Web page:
When it comes to engaging in public issues, St. Charles is hardly a one-man show. The parish has had a strong tradition of involvement in public issues going back many years. Its 2,000 registered families are involved in more than 70 groups engaged in both charitable work and social action, including a Latinos Unidos group that has engaged the parish’s growing Latino community on issues such as immigration reform.
St. Charles also makes use of the latest technology to keep parishioners informed, including a website that allows parishioners to receive updates on national, state, and local issues.
St. Charles’ engagement in public issues has often made it a magnet for young people seeking to put their faith into action. Marisa Vertrees began attending St. Charles while she was a graduate student at American University and quickly became involved in the social justice committee. After her graduation in 2005, she was invited to apply for the staff position of social justice coordinator. A career as a lay ecclesial minister “was never really on my radar screen,” says Vertrees, “but it turned out to be my calling.”
Having a parish staff person specifically dedicated to social justice work is important to Creedon. “So many parishes try to have the same person do both charitable and social justice work,” he says. “In my view, that’s not realistic, and it’s a recipe for burnout. A person who spends all day just trying to meet the immediate needs of the poor often doesn’t have the energy to be asking more fundamental questions about why there are so many poor.”
Jon Berry is another 20-something attracted by St. Charles’ efforts to bring faith into the public realm. “Any spirituality worth its salt should take you outside yourself,” he says. “It should lead you to consider the plight of others who are suffering or being trampled upon.”
Berry co-chairs the St. Charles’ Respect Life committee, a position that has led him to wonder whether the parish pays enough attention to pro-life concerns. “We seem to have a tougher time getting people involved, particularly if it involves advocacy on legislation,” says Berry. “People see our work as more controversial than economic justice issues, but that shouldn’t be true in a Catholic parish.”
Berry’s concern highlights one of the major challenges facing parishes committed to social action: managing disagreements among parishioners about which issues should receive the highest priority.
In election years, for example, the parish staff receives numerous requests to distribute voter guides that highlight particular issues. In order to avoid an appearance of bias, Vertrees says, “We only distribute material from the U.S. bishops and the Virginia Catholic Conference.” While the parish’s public forums on issues such as the war in Iraq and immigration have led to vigorous debates, the tone of the discussion has generally remained civil.
In truth, the major challenge faced by parishes like St. Charles is not so much managing disagreements but reaching out beyond the usual core of committed activists. “You tend to see the same faces,” says Vertrees, who notes that the ranks of parish volunteers are populated by 20-somethings, empty-nesters, and retirees. Reaching out to families with children will be one of the social justice committee’s major priorities over the next year.
Despite these challenges St. Charles has found that its commitment to faithful citizenship has strengthened the parish in a number of ways. During recent preparations for its 100th anniversary, the parish surveyed members about their reasons for belonging to the parish. “The No. 1 reason was the sense of community they felt here, but the second reason was the parish’s commitment to peace and justice issues,” says Creedon. “This is part of who we are.”
More than marching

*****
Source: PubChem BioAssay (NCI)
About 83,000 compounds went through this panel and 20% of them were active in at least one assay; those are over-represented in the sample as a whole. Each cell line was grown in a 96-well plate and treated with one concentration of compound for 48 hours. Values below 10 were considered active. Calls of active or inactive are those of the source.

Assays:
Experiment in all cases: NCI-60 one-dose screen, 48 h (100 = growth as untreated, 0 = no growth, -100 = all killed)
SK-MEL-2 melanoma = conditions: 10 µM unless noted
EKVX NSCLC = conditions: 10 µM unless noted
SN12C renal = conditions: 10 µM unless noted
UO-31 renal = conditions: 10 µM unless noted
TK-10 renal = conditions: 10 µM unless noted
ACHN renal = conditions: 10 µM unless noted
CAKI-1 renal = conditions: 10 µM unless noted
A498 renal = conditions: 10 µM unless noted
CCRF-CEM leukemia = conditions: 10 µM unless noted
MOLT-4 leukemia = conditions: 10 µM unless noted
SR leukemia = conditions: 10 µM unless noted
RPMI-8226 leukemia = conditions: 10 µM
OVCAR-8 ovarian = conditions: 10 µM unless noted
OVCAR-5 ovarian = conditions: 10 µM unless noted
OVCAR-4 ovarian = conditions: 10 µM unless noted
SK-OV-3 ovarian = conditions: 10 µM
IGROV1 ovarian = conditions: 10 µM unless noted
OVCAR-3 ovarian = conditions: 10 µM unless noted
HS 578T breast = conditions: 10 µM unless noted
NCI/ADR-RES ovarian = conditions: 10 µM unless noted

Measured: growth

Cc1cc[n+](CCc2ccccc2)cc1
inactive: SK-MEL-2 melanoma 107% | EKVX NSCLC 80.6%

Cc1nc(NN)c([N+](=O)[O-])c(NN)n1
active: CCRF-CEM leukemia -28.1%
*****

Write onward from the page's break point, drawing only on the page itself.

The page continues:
One way of helping parishioners see the link between the gospel and political engagement is to make connections between the ways our Catholic faith affects our lives as individuals, families, and communities, suggests Father Fred Thalen, pastor of Cristo Rey Parish in Lansing, Michigan. “You need to lay the groundwork. You can’t just drop a big issue in everyone’s lap and expect a positive response.”
Thalen is hardly a political quietist. He is a regional coordinator for the Catholic peace organization Pax Christi USA. While his largely Latino parish is generally more sympathetic to the church’s position on immigration, that doesn’t mean that it’s always easy to discuss other aspects of Catholic social teaching. Thalen recalls getting negative feedback from a former Marine in his congregation after voicing criticism of the Iraq War.
Nevertheless, Thalen says he generally receives a positive response for his efforts to present the church’s teaching on public issues. “One of the things I try to do is begin with the scriptures and relate it to our personal lives before moving outward into the political realm,” says Thalen. “When we read a passage like ‘blessed are the peacemakers,’ we can first ask how the principle of nonviolence speaks to us as individuals and then how it applies to our family relationships.” Once we’ve done that, says Thalen, we’re in a better position to appreciate how it might apply to relations between communities and nations.
Thalen believes strongly that for Christians, political engagement must flow from a life of prayer. “It’s not just about going out and marching,” he says. In addition to doing advocacy for peace, Cristo Rey Parish also provides opportunities for community members to come together to pray for peace. Every year, for example, the parish holds a prayer service for peace on January 1, which has been celebrated by a number of international organizations—including the Holy See—as the World Day of Peace.
Building this spiritual foundation makes it easier for parishioners to understand the links between their faith and political engagement, says Thalen. “I know a woman who used to be one of the people who said the parish shouldn’t get involved in politics. Over the years, though, she has changed her views and now is one of the leaders of our work around justice for immigrants.”
Ultimately, suggests Thalen, the reason that Christians are interested in political questions is because their commitment to Jesus Christ shapes every aspect of their lives. “If we really believe that, then we have a responsibility to get involved. We have both a right and an obligation to take our values into the public square, just as Jesus challenged the religious and political leaders of his own day.”